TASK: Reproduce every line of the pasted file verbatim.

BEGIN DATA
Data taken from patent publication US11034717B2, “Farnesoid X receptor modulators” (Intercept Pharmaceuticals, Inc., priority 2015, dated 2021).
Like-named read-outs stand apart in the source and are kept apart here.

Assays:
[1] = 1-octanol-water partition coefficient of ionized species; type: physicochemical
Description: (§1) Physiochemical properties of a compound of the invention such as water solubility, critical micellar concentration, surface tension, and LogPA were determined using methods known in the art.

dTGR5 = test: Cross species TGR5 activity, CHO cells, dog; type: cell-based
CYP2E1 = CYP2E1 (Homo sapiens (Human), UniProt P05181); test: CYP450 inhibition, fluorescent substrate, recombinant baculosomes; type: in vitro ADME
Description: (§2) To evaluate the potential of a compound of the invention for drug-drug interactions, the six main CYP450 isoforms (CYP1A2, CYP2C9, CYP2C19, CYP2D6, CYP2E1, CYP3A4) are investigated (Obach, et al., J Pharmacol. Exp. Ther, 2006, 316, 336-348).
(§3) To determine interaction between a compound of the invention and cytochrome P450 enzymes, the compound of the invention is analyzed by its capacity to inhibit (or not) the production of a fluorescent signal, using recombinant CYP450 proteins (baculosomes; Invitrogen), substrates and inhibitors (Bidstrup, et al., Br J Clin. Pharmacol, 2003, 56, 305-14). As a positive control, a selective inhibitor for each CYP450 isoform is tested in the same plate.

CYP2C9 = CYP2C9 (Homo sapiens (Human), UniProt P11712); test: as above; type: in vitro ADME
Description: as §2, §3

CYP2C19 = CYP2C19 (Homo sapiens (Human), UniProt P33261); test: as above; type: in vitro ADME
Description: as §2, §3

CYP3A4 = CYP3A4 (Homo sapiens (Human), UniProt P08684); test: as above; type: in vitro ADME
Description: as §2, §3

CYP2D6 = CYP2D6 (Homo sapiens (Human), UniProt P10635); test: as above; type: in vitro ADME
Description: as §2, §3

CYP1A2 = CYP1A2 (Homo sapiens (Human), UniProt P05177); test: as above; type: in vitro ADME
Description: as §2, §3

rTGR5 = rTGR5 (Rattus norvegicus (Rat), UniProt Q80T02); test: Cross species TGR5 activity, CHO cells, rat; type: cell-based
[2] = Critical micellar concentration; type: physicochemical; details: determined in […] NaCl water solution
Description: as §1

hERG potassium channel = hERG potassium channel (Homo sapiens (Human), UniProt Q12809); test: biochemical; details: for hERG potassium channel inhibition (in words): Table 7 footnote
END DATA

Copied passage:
Data taken from patent publication US11034717B2, “Farnesoid X receptor modulators” (Intercept Pharmaceuticals, Inc., priority 2015, dated 2021).
Like-named read-outs stand apart in the source and are kept apart here.

Assays:
[1] = 1-octanol-water partition coefficient of ionized species; type: physicochemical
Description: (§1) Physiochemical properties of a compound of the invention such as water solubility, critical micellar concentration, surface tension, and LogPA were determined using methods known in the art.

dTGR5 = test: Cross species TGR5 activity, CHO cells, dog; type: cell-based
CYP2E1 = CYP2E1 (Homo sapiens (Human), UniProt P05181); test: CYP450 inhibition, fluorescent substrate, recombinant baculosomes; type: in vitro ADME
Description: (§2) To evaluate the potential of a compound of the invention for drug-drug interactions, the six main CYP450 isoforms (CYP1A2, CYP2C9, CYP2C19, CYP2D6, CYP2E1, CYP3A4) are investigated (Obach, et al., J Pharmacol. Exp. Ther, 2006, 316, 336-348).
(§3) To determine interaction between a compound of the invention and cytochrome P450 enzymes, the compound of the invention is analyzed by its capacity to inhibit (or not) the production of a fluorescent signal, using recombinant CYP450 proteins (baculosomes; Invitrogen), substrates and inhibitors (Bidstrup, et al., Br J Clin. Pharmacol, 2003, 56, 305-14). As a positive control, a selective inhibitor for each CYP450 isoform is tested in the same plate.

CYP2C9 = CYP2C9 (Homo sapiens (Human), UniProt P11712); test: as above; type: in vitro ADME
Description: as §2, §3

CYP2C19 = CYP2C19 (Homo sapiens (Human), UniProt P33261); test: as above; type: in vitro ADME
Description: as §2, §3

CYP3A4 = CYP3A4 (Homo sapiens (Human), UniProt P08684); test: as above; type: in vitro ADME
Description: as §2, §3

CYP2D6 = CYP2D6 (Homo sapiens (Human), UniProt P10635); test: as above; type: in vitro ADME
Description: as §2, §3

CYP1A2 = CYP1A2 (Homo sapiens (Human), UniProt P05177); test: as above; type: in vitro ADME
Description: as §2, §3

rTGR5 = rTGR5 (Rattus norvegicus (Rat), UniProt Q80T02); test: Cross species TGR5 activity, CHO cells, rat; type: cell-based
[2] = Critical micellar concentration; type: physicochemical; details: determined in […] NaCl water solution
Description: as §1

hERG potassium channel = hERG potassium channel (Homo sapiens (Human), UniProt Q12809); test: biochemical; details: for hERG potassium channel inhibition (in words): Table 7 footnote